Brands such as Nomad Caviar, founded in 2020 – at the beginning of the pandemic – by hospitality veteran Jason Cohen, have been trying to change the perception of the fish eggs from an occasional luxury to an everyday indulgence.

He points out that the economics of caviar have changed drastically in the past decade, with the price point coming down significantly, allowing him to bring caviar to the masses.

Caviar now is becoming more fashionable than elitist. It’s becoming a bit more street.
Jason Cohen, founder, Nomad Caviar

For a time in 2020, as diners shifted from dining out to entertaining in, Cohen’s relatively affordable supersized tins of caviar became the hottest table topper among Hong Kong gourmands. A whopping 85 per cent of Cohen’s business is direct to consumer.

“Caviar is still a status symbol, but in a different way,” he says. “I had it the other day with crumpets and butter, which is one of my favourite ways of eating caviar.”

It’s a far cry from when he was growing up, when a tiny helping of “about 10 eggs” given to him on a blini by his mother was the most extravagant thing he had as a child.

“It was like an elitist thing. You had to make US$1 million a year – you had to have a Rolls-Royce, you had to have a boat – to eat caviar,” he says. He likens the trend for caviar to the way even major fashion houses are morphing into something more edgy.

“Caviar now is becoming more fashionable than elitist. It’s becoming a bit more street.”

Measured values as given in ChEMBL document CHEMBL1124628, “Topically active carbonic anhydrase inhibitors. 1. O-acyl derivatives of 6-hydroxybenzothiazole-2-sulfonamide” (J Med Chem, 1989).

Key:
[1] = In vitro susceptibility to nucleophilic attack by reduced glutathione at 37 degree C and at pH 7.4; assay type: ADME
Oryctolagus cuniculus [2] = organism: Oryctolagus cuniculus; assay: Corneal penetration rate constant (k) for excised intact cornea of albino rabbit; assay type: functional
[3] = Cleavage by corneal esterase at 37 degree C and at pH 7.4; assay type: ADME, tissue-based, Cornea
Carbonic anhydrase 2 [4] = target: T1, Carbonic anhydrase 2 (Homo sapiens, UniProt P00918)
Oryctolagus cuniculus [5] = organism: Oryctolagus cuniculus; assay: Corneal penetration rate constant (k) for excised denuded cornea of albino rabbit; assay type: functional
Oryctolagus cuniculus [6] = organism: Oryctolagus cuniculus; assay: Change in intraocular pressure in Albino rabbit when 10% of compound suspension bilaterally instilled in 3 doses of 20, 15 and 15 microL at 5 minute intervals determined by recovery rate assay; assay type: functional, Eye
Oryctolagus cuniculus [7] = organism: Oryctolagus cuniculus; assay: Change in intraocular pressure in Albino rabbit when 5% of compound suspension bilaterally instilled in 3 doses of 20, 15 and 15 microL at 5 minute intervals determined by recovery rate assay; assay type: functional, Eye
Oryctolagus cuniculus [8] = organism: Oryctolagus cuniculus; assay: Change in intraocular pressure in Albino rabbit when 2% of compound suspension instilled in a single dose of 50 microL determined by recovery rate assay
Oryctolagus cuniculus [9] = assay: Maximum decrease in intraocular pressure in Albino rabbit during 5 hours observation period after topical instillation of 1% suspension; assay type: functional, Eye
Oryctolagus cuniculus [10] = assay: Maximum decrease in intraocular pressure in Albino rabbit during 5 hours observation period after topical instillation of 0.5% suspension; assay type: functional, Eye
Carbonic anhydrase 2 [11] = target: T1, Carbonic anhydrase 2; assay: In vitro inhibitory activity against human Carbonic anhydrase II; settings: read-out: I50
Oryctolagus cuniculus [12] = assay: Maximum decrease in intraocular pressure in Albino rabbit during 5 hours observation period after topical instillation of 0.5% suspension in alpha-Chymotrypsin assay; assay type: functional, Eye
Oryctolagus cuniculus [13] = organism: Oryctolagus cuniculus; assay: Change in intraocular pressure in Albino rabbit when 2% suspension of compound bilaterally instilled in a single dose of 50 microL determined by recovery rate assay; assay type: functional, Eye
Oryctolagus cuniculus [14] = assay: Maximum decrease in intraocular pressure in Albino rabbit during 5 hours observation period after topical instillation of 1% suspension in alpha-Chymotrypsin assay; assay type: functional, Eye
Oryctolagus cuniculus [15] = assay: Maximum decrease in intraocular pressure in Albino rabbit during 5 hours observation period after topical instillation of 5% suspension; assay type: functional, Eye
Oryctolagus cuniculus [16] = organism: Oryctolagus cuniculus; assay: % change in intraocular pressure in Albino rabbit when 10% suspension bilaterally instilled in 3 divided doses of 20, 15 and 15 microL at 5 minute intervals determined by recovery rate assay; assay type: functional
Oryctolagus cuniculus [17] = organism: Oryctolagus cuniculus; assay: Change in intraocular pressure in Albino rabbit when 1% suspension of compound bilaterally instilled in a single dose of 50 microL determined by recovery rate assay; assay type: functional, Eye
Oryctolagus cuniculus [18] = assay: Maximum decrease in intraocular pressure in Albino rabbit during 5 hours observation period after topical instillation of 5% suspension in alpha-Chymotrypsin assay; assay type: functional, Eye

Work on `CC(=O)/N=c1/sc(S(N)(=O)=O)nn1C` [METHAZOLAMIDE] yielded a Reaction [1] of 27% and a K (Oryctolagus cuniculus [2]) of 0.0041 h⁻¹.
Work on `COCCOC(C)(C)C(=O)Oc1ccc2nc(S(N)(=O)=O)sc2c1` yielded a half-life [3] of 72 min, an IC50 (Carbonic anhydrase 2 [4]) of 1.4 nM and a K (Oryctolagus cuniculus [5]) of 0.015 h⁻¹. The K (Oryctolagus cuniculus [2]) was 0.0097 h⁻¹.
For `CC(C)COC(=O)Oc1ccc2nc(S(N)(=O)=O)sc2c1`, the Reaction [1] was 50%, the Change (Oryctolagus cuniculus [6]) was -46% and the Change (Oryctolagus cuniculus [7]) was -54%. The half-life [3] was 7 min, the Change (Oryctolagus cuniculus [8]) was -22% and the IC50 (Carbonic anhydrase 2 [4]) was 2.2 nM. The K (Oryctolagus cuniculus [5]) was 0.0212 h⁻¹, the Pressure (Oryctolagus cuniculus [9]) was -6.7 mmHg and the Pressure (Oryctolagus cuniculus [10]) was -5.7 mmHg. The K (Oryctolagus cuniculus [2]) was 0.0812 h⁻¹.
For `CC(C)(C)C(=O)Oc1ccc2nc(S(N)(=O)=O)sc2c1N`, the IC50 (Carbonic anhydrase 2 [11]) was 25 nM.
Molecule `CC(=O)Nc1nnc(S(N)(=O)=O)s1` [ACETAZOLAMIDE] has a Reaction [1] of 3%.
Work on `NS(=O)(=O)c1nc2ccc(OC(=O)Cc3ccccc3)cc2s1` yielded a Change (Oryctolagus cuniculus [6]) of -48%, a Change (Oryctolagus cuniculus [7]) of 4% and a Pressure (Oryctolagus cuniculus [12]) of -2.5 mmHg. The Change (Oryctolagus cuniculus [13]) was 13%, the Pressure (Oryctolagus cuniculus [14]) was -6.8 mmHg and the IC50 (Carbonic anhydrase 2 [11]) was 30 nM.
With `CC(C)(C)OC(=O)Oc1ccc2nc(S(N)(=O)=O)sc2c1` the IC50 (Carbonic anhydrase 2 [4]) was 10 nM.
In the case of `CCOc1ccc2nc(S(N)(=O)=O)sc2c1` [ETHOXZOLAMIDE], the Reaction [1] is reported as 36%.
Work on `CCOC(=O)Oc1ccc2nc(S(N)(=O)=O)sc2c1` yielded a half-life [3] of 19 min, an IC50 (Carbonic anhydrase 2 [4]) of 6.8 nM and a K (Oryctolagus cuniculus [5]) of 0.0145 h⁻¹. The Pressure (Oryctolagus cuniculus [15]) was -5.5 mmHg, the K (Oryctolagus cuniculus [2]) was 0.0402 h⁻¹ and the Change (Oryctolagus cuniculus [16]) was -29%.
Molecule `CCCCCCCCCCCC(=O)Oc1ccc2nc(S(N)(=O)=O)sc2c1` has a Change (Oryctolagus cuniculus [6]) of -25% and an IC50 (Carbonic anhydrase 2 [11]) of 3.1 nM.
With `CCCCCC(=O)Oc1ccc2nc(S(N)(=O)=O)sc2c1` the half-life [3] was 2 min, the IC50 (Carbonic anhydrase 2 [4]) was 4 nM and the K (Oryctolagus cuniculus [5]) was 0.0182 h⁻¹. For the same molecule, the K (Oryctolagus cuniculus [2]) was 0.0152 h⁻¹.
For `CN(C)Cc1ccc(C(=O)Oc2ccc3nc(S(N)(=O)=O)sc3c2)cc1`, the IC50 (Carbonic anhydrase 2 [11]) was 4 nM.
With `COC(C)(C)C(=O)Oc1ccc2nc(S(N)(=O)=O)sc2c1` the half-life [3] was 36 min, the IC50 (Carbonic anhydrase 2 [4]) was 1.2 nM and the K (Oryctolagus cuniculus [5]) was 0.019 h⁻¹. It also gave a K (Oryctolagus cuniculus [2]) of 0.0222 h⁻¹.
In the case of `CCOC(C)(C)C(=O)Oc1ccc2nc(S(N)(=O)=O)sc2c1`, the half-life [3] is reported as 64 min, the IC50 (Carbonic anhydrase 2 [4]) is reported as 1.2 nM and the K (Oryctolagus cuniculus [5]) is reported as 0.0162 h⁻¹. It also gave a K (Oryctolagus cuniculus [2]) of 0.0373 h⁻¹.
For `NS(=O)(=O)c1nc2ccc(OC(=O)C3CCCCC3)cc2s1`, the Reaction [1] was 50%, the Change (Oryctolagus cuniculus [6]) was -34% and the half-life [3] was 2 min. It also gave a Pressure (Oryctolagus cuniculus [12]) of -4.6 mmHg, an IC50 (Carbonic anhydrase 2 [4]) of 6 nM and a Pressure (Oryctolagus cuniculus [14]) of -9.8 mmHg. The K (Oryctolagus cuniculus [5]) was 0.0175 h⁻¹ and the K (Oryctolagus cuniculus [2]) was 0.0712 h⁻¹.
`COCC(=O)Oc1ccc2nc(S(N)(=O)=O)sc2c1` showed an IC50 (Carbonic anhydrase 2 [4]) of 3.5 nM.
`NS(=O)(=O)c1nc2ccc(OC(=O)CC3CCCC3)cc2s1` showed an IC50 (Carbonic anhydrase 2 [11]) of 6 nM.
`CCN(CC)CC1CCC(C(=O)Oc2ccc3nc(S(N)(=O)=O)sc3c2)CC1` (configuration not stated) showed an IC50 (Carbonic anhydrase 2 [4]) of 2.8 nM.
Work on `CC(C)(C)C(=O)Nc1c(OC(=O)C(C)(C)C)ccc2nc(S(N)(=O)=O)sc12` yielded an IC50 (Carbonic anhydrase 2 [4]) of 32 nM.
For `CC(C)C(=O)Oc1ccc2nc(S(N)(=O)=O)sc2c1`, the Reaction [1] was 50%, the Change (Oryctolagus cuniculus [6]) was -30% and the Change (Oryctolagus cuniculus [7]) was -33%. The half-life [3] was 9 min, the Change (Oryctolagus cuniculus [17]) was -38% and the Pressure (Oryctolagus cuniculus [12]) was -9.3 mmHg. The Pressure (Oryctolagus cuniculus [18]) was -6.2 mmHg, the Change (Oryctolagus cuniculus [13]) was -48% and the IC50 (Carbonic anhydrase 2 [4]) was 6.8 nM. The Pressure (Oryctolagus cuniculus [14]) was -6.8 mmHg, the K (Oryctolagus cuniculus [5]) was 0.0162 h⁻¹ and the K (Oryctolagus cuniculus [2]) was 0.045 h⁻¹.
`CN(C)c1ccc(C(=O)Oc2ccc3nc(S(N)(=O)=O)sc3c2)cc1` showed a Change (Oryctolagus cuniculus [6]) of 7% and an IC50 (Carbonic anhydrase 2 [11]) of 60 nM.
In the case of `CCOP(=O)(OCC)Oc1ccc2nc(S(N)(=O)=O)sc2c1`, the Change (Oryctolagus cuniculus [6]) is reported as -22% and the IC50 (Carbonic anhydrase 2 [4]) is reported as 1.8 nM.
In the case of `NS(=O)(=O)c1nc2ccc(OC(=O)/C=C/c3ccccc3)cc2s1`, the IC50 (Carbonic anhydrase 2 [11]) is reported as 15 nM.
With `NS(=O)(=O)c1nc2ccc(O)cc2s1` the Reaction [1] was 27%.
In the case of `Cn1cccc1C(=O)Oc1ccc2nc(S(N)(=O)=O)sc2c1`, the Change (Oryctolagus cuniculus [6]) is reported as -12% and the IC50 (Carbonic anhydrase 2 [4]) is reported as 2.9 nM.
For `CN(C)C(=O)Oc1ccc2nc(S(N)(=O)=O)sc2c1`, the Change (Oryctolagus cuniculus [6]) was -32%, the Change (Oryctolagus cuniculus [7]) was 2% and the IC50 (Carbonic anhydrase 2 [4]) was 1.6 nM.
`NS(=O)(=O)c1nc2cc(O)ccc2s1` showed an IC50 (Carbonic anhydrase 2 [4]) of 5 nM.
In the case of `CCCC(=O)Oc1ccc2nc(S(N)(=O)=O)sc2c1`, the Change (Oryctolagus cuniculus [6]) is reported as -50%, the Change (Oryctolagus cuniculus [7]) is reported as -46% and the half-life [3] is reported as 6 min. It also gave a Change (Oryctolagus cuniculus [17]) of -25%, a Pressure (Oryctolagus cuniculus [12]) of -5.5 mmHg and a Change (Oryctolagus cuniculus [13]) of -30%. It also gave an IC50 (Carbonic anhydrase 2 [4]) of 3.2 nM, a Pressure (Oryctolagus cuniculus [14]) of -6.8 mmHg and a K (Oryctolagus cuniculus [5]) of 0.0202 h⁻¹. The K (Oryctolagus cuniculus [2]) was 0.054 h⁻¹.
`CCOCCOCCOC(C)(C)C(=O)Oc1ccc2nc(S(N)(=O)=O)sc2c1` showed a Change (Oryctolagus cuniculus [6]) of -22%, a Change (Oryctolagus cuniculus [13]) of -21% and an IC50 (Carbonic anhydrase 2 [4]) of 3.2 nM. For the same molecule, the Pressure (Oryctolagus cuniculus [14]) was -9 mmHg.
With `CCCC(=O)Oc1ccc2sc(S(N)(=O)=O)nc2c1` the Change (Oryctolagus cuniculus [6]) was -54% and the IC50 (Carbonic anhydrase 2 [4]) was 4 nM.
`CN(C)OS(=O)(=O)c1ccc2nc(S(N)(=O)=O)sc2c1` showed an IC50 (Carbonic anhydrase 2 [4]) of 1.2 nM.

Braised black mushroom with shrimp paste, scallop and crab roe taro puffs with scallop and caviar. Photo: Ying Jee
At Argo bar in the Four Seasons Hotel Hong Kong, beverage manager Lorenzo Antinori – known for such irreverent touches as putting gummy bears in champagne – is busy scheming up “fun serves” of caviar.

Fried chicken and caviar will not be one of them, but don’t be surprised to see it piled on smiley face potatoes or boiled eggs infused with whisky or vodka.

He has previously experimented with distilling caviar into vodka, or using it in the process of fat washing spirits – flavouring spirits with a liquid fat like butter or bacon oil.

“When I tried caviar for the first time, what actually interested me the most was not really the flavour, but the texture,” he says. “When it comes to drinks, it’s about the whole experience – it’s about the scent as well as the mouthfeel.

“When we serve cocktails, we want to be creative and push the boundaries as well. But at the same time, it’s important to us to not alienate anybody,” he says. “I like to do things that are weird, but also they need to be accessible.”

Caviar from China’s Zhejiang province. Photo: AFP

He points out how the perception of caviar as an everyday item may come full circle from the pre-revolutionary days of the Russian tsars, who would serve it to their children for breakfast alongside mashed bananas.

“Caviar just didn’t have value at that time,” he says. “But reading that made me think of maybe creating a banana daiquiri with a side of caviar.”

While I remain unconvinced, there’s plenty of caviar to go around: one high-end hotel has just announced a caviar summer staycation package and another has rebranded its Italian restaurant as a champagne and caviar bar.

Perhaps somewhere in the multiverse is another me that is delighted by this news, fist bumping everyone and devouring mountains of caviar with reckless abandon.